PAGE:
1 20 MANAGEMENT DECISION 29,1 T he organisation and its competitive situation should be viewed not as separate, interdependent entities but as just different influences in the same global environment. The "Alignment" Theory: Creating Strategic Fit Norman H. Chorn Management Decision, Vol. 29 No. 1, 1991, pp. 20-4, MCB University Press Limited, The Concept of Strategic "Fit": Aligning Organisation and Environment A wide range of views exists on the actual definition of organisation performance. "Profitability", "market share", "good value for money products", and "stable employers" are examples of the measures used by the various stakeholders of organisations. Despite the lack of a common measure, research reveals that the question of what drives organisational performance and effectiveness is more easily answered. Initially, researchers focused on attempting to identify those competitive situations, strategies and styles which seemed capable of consistently producing good performance. Results have been mixed, and it seems that we should abandon the search for universally appropriate strategies or management styles. Instead, it seems more sensible to recognise that any strategy is only appropriate in a given set of competitive conditions. Similarly, specific organisation cultures and/or leadership styles are only appropriate in given strategic situations. While this principle is easily understood, and, indeed, makes good common sense, the difficulty comes in trying to operationalise and use it. Essentially, the principle of strategic "fit" considers the degree of alignment that exists between competitive situation, strategy, organisation culture and leadership style (see Figure 1). In this sense, alignment refers to the "appropriateness" of the various elements to one another. Research in the USA, Europe and Australia has revealed that superior performance (measured in a variety of ways) is associated with high degrees of alignment between the four elements mentioned above. Accordingly, it makes good sense to explore this principle of strategic fit more closely. Dimensions of Strategic Fit Our view of strategic fit rests on the premise that competitive situation, strategy, culture and leadership can be described as a combination of four "logics". These "logics" are combined in various ways to produce a unique competitive situation, strategy, culture or leadership style. The approach is based on the work of Jung (personality types), Adizes (management styles), Chorn (organisation cultures), and our own research in the fields of strategy and organisation culture. The four "logics" are presented in Table I. In terms of the above, strategicfitis produced when the particular combination of logics, or a "logic set", is Table I. Four "Logics" Logic Means Outputs Associated Phenomena "Production" (P) "Administration" (A) "Development" (D) "Integration" (I) Action Control Create Integrate Results Order Change Cohesion Objectives, goals, energy Systems, measurements, stability Innovation, new, discontinuing Synergy, teamwork, co-operation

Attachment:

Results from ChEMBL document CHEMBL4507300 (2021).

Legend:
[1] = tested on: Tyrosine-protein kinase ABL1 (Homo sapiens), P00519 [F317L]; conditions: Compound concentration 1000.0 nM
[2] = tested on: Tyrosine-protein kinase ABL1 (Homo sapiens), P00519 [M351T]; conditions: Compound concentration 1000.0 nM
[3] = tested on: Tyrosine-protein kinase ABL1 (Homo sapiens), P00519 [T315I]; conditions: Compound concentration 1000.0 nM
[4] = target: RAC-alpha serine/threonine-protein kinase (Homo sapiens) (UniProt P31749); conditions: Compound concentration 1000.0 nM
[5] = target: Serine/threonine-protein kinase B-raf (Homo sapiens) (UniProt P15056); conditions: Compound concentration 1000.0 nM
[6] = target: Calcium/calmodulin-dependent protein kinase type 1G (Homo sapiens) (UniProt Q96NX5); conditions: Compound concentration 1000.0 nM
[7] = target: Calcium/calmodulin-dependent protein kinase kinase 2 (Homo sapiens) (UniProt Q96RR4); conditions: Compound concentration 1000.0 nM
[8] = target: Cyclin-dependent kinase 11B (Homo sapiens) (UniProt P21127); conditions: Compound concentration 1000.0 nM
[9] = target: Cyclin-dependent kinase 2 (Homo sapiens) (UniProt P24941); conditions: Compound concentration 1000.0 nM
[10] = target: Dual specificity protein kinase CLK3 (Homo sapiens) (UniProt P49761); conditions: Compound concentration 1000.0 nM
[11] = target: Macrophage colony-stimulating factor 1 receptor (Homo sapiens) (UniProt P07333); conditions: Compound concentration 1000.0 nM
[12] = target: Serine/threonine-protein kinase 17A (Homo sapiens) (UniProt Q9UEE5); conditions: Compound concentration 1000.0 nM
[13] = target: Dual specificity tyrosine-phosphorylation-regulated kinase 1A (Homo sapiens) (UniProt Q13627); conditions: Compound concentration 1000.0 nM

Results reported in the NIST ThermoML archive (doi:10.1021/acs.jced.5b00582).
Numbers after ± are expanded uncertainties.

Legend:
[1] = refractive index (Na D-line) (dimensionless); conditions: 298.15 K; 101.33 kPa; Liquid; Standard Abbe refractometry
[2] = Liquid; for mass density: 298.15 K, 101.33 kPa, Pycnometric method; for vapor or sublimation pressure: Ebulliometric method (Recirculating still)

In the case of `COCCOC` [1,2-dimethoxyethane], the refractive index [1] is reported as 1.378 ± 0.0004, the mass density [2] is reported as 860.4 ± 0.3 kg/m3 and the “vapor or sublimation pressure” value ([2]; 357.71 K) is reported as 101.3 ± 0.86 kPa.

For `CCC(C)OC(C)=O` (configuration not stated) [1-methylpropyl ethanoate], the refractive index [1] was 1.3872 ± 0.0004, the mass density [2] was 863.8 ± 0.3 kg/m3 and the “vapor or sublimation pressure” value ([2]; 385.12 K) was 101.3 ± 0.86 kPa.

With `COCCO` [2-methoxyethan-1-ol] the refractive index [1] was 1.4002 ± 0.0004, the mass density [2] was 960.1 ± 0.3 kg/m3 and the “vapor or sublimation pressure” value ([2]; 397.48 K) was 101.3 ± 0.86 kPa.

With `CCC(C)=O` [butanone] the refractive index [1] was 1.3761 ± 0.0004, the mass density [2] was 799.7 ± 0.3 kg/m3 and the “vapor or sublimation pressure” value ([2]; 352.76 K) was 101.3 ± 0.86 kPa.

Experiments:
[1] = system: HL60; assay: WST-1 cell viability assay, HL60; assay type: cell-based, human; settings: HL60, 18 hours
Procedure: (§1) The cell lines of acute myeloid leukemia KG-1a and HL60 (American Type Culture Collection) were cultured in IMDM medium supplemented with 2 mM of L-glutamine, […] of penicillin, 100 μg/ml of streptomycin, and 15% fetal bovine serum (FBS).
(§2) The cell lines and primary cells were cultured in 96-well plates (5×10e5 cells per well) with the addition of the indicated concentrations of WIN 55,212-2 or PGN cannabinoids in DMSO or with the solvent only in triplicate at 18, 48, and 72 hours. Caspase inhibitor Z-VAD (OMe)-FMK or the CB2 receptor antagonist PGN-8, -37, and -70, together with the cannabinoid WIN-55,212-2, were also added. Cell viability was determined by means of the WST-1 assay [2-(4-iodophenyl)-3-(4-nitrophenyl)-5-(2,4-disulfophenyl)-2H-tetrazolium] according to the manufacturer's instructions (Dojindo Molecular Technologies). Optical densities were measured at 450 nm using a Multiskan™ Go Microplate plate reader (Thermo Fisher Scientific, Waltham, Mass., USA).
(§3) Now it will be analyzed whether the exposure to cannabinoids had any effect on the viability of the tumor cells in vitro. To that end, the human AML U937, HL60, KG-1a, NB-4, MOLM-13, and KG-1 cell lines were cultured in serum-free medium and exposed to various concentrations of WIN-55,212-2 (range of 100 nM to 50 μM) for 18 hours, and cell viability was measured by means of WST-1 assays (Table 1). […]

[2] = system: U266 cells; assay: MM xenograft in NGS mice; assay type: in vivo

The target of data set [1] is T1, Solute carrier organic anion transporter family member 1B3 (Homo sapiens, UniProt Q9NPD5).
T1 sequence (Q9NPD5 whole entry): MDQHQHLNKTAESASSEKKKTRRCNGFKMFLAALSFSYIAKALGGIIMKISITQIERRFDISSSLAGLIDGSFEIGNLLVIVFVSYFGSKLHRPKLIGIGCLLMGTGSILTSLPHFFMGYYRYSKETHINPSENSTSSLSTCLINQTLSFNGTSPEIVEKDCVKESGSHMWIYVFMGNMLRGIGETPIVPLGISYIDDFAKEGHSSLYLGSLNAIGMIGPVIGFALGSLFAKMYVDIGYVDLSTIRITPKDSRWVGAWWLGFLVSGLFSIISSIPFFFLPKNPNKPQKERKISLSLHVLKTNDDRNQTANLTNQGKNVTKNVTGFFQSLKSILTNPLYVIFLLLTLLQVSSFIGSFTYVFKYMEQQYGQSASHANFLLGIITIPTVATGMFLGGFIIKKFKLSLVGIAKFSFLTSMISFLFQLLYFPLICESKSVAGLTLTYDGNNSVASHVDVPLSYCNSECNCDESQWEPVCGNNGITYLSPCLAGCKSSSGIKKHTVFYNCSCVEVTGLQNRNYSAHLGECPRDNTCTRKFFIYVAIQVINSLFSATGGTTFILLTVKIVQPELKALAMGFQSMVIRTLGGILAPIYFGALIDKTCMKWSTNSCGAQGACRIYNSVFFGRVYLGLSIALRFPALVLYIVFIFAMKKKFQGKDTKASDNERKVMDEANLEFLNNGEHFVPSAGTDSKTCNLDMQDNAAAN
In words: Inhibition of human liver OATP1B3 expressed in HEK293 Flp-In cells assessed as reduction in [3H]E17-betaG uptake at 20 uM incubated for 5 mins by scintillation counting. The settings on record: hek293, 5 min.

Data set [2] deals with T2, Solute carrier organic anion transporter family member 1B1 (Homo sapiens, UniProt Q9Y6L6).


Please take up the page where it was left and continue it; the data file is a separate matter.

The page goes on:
2 THE "ALIGNMENT" THEORY: CREATING STRATEGIC FIT 21 Table II. Competitive Situation Forgiving Turbulent Repetitive Predictable Conditions: High uncertainty, low low risk High uncertainty, high high risk Low uncertainty, low low risk Low uncertainty, high high risk Products/Markets: Augmented products/protected markets. People-based, intangible action Customised products/novel markets. People-based tangible action "Commodity" products/mature markets. Equipmentbased, tangible action Differentiated products/growing markets. Equipmentbased, intangible action Customers: Little knowledge, very involved in delivery Very knowledgeable, and involved delivery Little knowledge or involvement in delivery Very knowledgeable, not involved in delivery Relationship type: Continuous delivery, membership Discrete transactions, intense relationships Discrete transactions, arm's length relationships Continuous delivery, arm's length relationships Structure: Changing simultaneous customer/supplier "Fixed" supplierdominant Changing interactive customer/supplier Table III. Business Strategy Protectionist Pathfinder Evolutionary Operational Product-Market: Limited, "valueadded" product-line. Relatively stable market sensitive to value. Growth through extra value-added services Broad, changing product line. Changing markets. Growth through product and market Limited, stable product line. Stable markets. Growth through market penetration Predictable and changing product line. Predictable and changing markets. Growth mostly through market Research and : Mainly in area of "core technology". Emphasis on better product/service to market" Extensive R&D emphasis on "first to market'' Limited to mostly product Focused and practical. Emphasis on "second to market" and "getting it right" Production: Low volume-high value added. Emphasis on improving the technology and delivery Customisation and prototypes. Emphasis on effectiveness and unique product design High volume - low cost. Emphasis on efficiency and process engineering High volume - low cost. Some prototypes Marketing: Emphasis on value added and improving the quality. People KSF Emphasis on creative, "problem-solving" research and innovative designs. Product KSF Limited mostly to increased "sales" efforts. Price KSF Emphasis on niche effectiveness. Distribution KSF Distinctive competences: KSF = Key Success Factor Emphasis on "quality". Ability to develop longterm, dependent customer relationships Emphasis on "broad" approach. Spontaneity, ability to anticipate and exceed customer expectations, flexibility Emphasis on "deep" approach. Efficient, ability to provide customers with value for money, security Emphasis on "deep and focused", highenergy approach. Reliability, accuracy, responsive to customer needs